The fourth quarter of 2018 saw the Dutch economy growing by 0.5% relative to the previous quarter (qoq). This growth rate was quite a bit higher than in the third quarter, as well as being more substantial than average eurozone growth (0.2% qoq). Overall, the Dutch economy grew by 2.5% in 2018, considerably less than the growth rate of 3% that was achieved in 2017.
Increase in consumption and investments
At 0.5% qoq, gross domestic product (GDP) expanded stronger in the fourth quarter of 2018 than it did in the third quarter (+0.1% qoq). This was mainly attributable to domestic spending. Both private consumption and investment returned to growth, which had halted in the summer quarter when investment in housing even showed signs of slight contraction. At the time, this seemed to mark the end of a period of strong recovery. But these investments too had increased again by the end of 2018.
Government consumption rose as well, while there was hardly any growth to be seen in the previous two quarters, despite the impetus that was predicted in the Coalition Agreement. Overall, the rise in government consumption lagged behind initial expectations throughout 2018.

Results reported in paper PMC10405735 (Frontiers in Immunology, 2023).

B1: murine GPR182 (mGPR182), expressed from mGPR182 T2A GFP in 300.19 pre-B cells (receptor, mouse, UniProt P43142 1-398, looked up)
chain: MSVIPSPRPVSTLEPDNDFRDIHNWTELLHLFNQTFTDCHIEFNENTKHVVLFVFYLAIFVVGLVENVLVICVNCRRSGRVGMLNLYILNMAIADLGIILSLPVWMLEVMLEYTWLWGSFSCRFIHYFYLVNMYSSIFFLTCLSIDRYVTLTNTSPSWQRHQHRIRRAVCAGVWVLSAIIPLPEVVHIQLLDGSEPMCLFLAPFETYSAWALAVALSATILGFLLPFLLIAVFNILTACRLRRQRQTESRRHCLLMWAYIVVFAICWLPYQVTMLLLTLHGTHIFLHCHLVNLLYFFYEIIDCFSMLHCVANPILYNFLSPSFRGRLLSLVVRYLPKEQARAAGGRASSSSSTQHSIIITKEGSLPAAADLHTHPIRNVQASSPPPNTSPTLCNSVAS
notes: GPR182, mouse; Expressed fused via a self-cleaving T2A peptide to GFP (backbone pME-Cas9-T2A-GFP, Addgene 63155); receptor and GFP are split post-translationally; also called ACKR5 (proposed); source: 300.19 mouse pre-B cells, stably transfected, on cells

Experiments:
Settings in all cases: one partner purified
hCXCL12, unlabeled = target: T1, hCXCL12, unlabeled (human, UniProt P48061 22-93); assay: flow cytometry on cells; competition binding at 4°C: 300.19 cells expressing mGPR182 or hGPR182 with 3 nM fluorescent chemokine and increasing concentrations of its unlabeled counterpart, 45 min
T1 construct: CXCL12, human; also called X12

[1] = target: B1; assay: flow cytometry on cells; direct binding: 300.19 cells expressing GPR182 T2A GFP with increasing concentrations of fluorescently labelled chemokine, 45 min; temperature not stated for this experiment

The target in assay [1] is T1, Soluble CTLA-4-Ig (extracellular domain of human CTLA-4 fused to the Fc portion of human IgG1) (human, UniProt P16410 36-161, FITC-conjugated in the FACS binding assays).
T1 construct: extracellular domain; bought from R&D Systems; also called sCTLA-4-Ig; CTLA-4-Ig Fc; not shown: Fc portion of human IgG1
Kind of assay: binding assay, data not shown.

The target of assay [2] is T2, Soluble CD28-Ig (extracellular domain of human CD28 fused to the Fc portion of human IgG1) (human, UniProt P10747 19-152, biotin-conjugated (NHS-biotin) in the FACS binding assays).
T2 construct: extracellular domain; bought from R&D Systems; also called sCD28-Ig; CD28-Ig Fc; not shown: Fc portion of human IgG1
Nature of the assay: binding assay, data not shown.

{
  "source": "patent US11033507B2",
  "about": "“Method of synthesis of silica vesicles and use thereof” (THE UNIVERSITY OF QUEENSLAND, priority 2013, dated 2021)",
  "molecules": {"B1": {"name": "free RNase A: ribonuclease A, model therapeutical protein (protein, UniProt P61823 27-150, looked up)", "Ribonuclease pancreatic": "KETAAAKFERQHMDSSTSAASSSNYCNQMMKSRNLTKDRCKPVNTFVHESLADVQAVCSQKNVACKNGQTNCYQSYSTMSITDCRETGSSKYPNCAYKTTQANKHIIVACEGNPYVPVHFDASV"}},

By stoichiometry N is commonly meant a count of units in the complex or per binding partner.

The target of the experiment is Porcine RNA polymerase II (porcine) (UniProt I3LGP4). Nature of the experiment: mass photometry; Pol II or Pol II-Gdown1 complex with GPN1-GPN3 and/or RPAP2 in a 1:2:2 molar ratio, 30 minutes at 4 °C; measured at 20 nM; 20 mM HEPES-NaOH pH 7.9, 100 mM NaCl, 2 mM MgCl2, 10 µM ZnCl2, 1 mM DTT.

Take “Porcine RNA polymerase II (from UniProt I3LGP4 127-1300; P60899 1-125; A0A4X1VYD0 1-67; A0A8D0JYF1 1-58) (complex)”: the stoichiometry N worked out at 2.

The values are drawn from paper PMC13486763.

Greater fall in import growth than in export growth
Both imports and exports contracted (qoq) in the fourth quarter. This was probably due to the growth deceleration in world trade. Statistics Netherlands has also pointed out, however, that the figures were depressed by an enterprise that moved some of its operations away from the Netherlands (for accounting purposes). But this is said not to have an effect on the trade balance. Without this adjustment, exports would probably have seen a slight increase.
Given that the fall in imports was greater than the fall in exports, the contribution to GDP of net exports (exports minus imports) was clearly more positive than in the summer quarter.
Stockbuilding was lower than in the previous quarter, which considerably weighed down growth.
Further cut in growth forecasts for 2019 – to just under 1.5%
All in all, economic growth in the second half of 2018 was lower than in the first half of the year. This development was not unexpected given that various economic indicators had started to drop in the course of 2018. Confidence indicators in the eurozone and in the Netherlands showed a further decline at the end of 2018 and the beginning of 2019. That is why we recently lowered our growth forecasts for the eurozone, to 0.8%. That said, we do not expect a recession. Economic headwinds in the rest of the world will also affect the Dutch economy. One indicator of this is the Purchasing Managers’ Index (PMI) for export orders, which plummeted in January. Although exports continue to rise, the growth rate is lower than what we had expected earlier. Flagging sales prospects outside the Netherlands will also have an adverse effect on investment. We have lowered our growth forecast for the Dutch economy from 2% to just under 1.5%.